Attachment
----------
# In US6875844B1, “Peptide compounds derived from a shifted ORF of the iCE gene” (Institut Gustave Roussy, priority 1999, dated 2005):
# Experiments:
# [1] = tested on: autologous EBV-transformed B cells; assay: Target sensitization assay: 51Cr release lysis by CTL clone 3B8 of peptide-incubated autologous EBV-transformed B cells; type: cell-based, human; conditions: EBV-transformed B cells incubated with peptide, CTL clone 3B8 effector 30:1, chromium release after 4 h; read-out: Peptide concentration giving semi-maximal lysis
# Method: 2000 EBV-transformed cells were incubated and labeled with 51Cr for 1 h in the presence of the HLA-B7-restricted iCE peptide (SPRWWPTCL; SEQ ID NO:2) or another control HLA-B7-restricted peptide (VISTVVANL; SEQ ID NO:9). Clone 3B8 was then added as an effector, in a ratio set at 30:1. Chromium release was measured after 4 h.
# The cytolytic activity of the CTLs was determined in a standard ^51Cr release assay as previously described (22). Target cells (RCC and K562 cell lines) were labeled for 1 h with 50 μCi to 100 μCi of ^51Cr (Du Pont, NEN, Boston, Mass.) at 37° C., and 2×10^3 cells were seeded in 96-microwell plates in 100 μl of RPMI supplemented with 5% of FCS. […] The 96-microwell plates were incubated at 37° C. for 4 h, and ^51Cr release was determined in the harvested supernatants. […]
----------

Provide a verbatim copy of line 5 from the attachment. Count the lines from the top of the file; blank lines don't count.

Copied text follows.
# The cytolytic activity of the CTLs was determined in a standard ^51Cr release assay as previously described (22). Target cells (RCC and K562 cell lines) were labeled for 1 h with 50 μCi to 100 μCi of ^51Cr (Du Pont, NEN, Boston, Mass.) at 37° C., and 2×10^3 cells were seeded in 96-microwell plates in 100 μl of RPMI supplemented with 5% of FCS. […] The 96-microwell plates were incubated at 37° C. for 4 h, and ^51Cr release was determined in the harvested supernatants. […]